April 18, 2015
by blog administrator
Fiona Hyslop at the Scottish Storytelling Centre in Edinburgh
Today (Saturday April 18) is World Heritage Day. People all over the globe are encouraged to take a moment to appreciate the world’s many cultural and natural places of great significance that connect us to our past and contribute to the present and our future.
There are just over a thousand sites on the United Nations Educational, Scientific and Cultural Organisation (UNESCO) World Heritage List – an impressive roll call of places that have been agreed to have internationally significant cultural or natural heritage, whose outstanding universal value transcends national boundaries and are important for all of us and for future generations.
Places as unique and diverse as the Acropolis in Athens, Mount Etna, the Great Barrier Reef, the Great Wall of China, the Kremlin, Vatican City and the Taj Mahal are some of the best known among 1,007 World Heritage Sites on UNESCO’s prestigious list.
Being placed on the list is a high accolade. So I am immensely proud that Scotland has five World Heritage Sites on the list and is considered to be among the world’s most important historic places.
View out to sea from St Kilda World Heritage Site
They are St Kilda – a group of remote islands and sea stacs 100 miles off the west coast of Scotland; the heart of Neolithic Orkney– one of the richest surviving Neolithic landscapes in Western Europe; the Antonine Wall – the most northerly frontier of the Roman Empire running right across central Scotland; the old and new towns of Edinburgh – one of the world’s most beautiful cityscapes; and New Lanark – a restored 18th century cotton mill village situated in the narrow gorge of the River Clyde and renowned for the enlightened management of the social pioneer Robert Owen.
Stenness standing stones, part of the Heart of Neolithic Orkney World Heritage Site
With five in its repertoire, Scotland has more World Heritage Sites than 98 countries on the UNESCO list, including Iceland, Ireland, New Zealand, Malaysia and the United Arab Emirates, and we are seeking to add another site to Scotland’s tally.
UNESCO are currently considering a bid for the iconic Forth Bridge to become Scotland’s sixth World Heritage Site.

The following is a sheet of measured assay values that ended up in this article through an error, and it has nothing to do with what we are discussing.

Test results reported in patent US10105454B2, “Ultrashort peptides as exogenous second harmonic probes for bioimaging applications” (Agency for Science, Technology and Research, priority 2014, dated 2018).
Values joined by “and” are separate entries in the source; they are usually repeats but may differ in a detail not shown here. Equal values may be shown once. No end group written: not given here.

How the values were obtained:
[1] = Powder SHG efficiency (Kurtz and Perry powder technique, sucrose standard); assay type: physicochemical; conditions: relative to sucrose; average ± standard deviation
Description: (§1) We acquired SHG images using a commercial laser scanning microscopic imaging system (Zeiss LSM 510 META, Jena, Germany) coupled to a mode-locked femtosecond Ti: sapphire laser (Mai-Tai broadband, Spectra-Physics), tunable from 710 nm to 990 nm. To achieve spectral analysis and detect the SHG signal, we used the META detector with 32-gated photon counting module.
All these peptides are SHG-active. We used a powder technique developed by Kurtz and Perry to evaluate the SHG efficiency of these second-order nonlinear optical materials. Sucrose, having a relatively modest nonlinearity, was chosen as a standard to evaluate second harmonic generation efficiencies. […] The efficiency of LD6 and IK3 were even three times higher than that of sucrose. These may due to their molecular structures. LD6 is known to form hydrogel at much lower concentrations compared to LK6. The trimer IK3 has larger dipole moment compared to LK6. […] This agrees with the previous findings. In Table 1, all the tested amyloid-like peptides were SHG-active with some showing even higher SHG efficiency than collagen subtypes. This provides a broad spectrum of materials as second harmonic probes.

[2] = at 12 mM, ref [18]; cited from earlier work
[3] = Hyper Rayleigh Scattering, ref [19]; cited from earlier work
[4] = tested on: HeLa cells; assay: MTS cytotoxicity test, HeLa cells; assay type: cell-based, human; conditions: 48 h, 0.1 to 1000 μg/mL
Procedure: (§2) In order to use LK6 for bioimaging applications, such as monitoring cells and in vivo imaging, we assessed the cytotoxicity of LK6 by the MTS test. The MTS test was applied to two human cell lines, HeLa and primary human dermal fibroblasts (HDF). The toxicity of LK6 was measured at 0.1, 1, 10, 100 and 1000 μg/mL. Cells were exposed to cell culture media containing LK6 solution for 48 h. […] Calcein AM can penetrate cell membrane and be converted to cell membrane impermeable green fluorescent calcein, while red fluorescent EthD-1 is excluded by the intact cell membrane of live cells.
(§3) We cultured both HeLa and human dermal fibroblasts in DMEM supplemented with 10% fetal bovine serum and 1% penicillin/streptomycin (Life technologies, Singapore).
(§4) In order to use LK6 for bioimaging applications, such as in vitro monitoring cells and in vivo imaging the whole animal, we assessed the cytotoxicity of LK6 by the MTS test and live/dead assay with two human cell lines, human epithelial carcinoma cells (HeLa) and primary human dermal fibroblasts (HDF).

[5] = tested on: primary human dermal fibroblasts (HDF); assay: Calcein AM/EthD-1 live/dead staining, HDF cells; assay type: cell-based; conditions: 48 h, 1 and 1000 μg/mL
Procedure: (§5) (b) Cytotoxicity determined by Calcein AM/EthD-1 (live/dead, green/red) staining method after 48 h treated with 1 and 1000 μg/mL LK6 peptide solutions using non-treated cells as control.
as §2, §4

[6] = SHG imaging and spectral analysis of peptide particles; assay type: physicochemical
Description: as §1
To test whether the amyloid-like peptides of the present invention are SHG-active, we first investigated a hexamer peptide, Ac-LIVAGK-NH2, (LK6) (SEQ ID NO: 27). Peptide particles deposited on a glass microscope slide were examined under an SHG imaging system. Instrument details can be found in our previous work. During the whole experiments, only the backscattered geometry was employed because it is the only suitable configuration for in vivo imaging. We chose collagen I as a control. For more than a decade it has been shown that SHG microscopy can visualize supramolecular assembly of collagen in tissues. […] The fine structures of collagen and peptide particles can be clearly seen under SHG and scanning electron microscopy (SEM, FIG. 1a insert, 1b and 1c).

To have the bridge inscribed as a World Heritage Site would be a tremendous accolade for the bridge itself, for the local communities it spans and for Scotland as a whole. The bridge was nominated by the UK for inscription last year – in itself that process was a celebration of our country’s incredible engineering pedigree and ingenuity. We will find out the result at the world heritage committee, which is meeting in Bonn in June and July. While we cannot anticipate the result I am of course hopeful that the nomination will be a success.
The Scottish Government has taken significant steps to protect our historic and cultural legacy by working with a wide range of partners to create an all-embracing strategy for the whole of our historic environment, Our Place in Time. The strategy provides a framework for all parts of the sector and beyond to work together to achieve a lasting legacy for our rich historic surroundings.
Each of our five world heritage sites is carefully managed through a tailored plan that determines how each site will be managed for the future.
Historic Scotland’s staff work with many others to ensure each site is carefully preserved and protected, and that the people of Scotland and our visitors from around the world are given opportunities to learn more about our world heritage sites and how they can help to preserve their cultural and natural heritage.
World Heritage Day is being marked today with events in Edinburgh, Skara Brae, Tamfourhill and Kinneil to encourage families to find out more out the World Heritage Sites that have helped shape our nation.
Heritage is our legacy from the past, what we live with today, and what we pass on to future generations. Our cultural and natural heritage are both irreplaceable sources of life and inspiration.
But world heritage is increasingly threatened with destruction, not only by the traditional causes of decay, but also by changing social and economic conditions. In too many countries, precious heritage sites have been damaged or destroyed due to conflict, poor safeguarding or a simple failure to prioritise their care for future generations – and more sites still are under threat.
As part of that commitment the Scottish Government, through Historic Scotland, is a partner in the ambitious five-year Scottish Ten project, with The Glasgow School of Art’s Digital Design Studio and non-profit organisation CyArk. The project uses cutting edge 3D technologies to create exceptionally accurate digital models of Scotland’s five World Heritage sites and five international heritage sites, which include Sydney Opera House and Mount Rushmore, amongst others. As well as highlighting the importance of the sites being digitally recorded, the project serves the practical purpose of allowing for the identification of conservation issues and rates of decay, which in turn helps us to plan for better conservation and management of these important monuments.
This Government is committed to ensuring we protect and conserve our world heritage sites for our future generations. World Heritage Day is an important opportunity to raise awareness about the diversity of cultural heritage and the efforts that are required to protect and conserve it, as well as draw attention to its vulnerability.